When I was asked if I wanted to interview Chris Nelson, I was thrilled. Chris is soft-spoken and doesn’t veer into the limelight easily. He is someone I have been in classes with at the Poetry Center for a few years, but I saw this article as a great chance to get to know him even better. This also seems like the perfect time to write about Chris, as he just won the National Chapbook Fellows contest sponsored by The Poetry Society of America and judged by Mary Jo Bang. His life has just changed dramatically, as well; he shifted his work as a high school English teacher to part-time in order to begin his MFA studies in Creative Writing at the University of Arizona. His chapbook will not be published until 2009, but we get a preview – scattered throughout this article are excerpts from his poems.

Debby Jo:  Tell us about how your writing fits into your life?  

Chris: Writing is quite integrated; it’s not a thing that can be removed from my life. Jorie Graham wrote "the art of the poem is identical to a spiritual questing." That feels right to me. My awareness is most heightened when I’m writing poetry. I write to figure out who I am, what the world is and what I think and feel; those things are always more amorphous before I write about them. Sure, they might remain amorphous, but there will be some insight; though that doesn’t mean the insight will be pretty. Right now I’m foregrounding emotional honesty in my poems, which can be scary because it means I face a version of myself that I don’t always let out of the cellar.

Debby Jo: Why did you decide to get a MFA and how do you see that changing things?

Chris: With the exception of some disenchantment as a high school student, I’ve always had faith in education. And I’ve always valued intrinsic development over extrinsic reward, so a MFA seemed inevitable. Now that I’m in a master’s program, I see it speeding my development as a reader and writer, and I see it challenging my notions of who I am as a writer, which is great because I don’t think we learn when our certainties are intact.

Father careens
—frozen shoulder, windshield—
from the wrath of having lost
Mother, despite her still being
right here

from "Family of Origin"

Debby Jo: Tell us about the contest for which your manuscript was selected for publication.  What is the book about?  Any particular style/form?  

Chris: The chapbook is called Blue House and was written from 2003 to 2007. It was selected by Mary Jo Bang for publication by the Poetry Society of America. I was drawn to the contest by a small display of PSA chapbooks in the Poetry Center a few years ago—they’re really beautiful little books. Blue House explores a psychic landscape, starting with childhood and moving into adulthood. Its themes center on the relationships between parent and child, notions of divinity, and, of course, love. The poems are pretty sparse. I did a lot of condensing and trimming; for example, "Beauty’s Scars" was once fifteen pages, now it is four. The result of such a process—at least in these poems—is a fragmentary style, which I’m happy with; it seems appropriate for the psychic setting.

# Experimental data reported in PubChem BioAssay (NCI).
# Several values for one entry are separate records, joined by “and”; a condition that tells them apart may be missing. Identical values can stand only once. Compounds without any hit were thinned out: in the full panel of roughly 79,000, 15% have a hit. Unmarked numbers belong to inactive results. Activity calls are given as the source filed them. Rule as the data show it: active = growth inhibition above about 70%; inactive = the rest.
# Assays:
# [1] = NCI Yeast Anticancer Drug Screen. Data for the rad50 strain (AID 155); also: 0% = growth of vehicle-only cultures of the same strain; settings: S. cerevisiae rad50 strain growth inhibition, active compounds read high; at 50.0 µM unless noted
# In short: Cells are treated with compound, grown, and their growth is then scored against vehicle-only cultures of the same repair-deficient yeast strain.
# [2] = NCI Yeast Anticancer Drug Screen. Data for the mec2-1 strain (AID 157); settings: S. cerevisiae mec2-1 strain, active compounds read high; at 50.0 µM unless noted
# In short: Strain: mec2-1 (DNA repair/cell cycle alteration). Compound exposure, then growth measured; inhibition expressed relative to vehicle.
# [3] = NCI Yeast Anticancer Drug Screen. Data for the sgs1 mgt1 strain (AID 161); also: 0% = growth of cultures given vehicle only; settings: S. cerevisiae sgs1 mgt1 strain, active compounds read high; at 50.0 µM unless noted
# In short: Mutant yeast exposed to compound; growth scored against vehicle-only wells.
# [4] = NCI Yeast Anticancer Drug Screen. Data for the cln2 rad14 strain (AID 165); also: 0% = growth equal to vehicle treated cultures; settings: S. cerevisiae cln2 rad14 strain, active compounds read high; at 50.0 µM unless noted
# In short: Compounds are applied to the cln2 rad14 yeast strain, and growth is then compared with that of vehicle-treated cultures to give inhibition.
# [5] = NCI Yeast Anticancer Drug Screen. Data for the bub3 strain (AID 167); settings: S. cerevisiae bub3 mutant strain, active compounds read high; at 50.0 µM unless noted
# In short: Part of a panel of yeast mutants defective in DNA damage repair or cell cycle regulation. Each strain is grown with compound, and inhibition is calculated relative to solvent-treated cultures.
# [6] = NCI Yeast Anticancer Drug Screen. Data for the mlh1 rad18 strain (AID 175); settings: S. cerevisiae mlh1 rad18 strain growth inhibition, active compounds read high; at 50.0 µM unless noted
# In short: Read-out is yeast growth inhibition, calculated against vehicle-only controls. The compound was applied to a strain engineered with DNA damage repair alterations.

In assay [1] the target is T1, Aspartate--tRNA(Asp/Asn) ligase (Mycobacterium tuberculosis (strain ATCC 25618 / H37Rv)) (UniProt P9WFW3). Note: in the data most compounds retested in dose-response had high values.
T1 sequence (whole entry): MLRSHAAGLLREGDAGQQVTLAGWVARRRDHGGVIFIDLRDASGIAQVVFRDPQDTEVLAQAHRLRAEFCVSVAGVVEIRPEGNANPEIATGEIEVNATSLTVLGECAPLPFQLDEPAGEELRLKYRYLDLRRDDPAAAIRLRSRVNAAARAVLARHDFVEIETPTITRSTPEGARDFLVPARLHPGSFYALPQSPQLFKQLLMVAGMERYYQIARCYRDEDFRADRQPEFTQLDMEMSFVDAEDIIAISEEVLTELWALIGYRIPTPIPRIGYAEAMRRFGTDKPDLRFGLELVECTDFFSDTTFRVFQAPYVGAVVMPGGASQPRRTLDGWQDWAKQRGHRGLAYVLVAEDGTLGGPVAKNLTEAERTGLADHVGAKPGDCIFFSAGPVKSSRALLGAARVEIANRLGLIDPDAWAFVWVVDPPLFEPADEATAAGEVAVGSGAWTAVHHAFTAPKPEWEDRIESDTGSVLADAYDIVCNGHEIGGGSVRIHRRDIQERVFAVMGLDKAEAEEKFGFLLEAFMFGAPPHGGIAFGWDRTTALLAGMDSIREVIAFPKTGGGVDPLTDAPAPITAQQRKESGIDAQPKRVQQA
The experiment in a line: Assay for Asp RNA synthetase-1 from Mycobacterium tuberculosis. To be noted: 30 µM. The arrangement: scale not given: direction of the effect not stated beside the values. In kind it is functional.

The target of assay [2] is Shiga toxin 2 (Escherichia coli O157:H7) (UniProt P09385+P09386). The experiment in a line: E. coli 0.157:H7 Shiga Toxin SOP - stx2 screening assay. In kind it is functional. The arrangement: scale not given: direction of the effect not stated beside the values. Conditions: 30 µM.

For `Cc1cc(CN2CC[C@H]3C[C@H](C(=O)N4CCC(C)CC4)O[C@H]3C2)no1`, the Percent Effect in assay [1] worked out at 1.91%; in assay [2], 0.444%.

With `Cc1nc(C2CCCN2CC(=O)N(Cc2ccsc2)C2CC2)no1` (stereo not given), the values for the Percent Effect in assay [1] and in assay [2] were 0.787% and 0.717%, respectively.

Debby Jo: Below is the epigram of Chris’ blogspot. For those who don’t already know, "duende" comes from the Spanish and is a person with a sense of flamenco in their artistic soul who attracts with their magnetism and charm.

"The Duende loves ledges and wounds." —
Frederico GarcÍa Lorca

Chris: One of my favorite poetic concepts is Lorca's Duende, which he writes about beautifully for pages and pages but ultimately lets the reader define; he quotes Goethe: "A mysterious power that all may feel and no philosophy can explain." I think of it as death -- sublime death not morbid death. Death as the pressure, the force, the urgency that impels us to be fully alive, that speeds us toward the one boundary. The subtitle, "The Duende loves ledges and wounds," encapsulates the concept for me. However, I'll probably change subtitles now and again. I think the medium's fluidity demands that.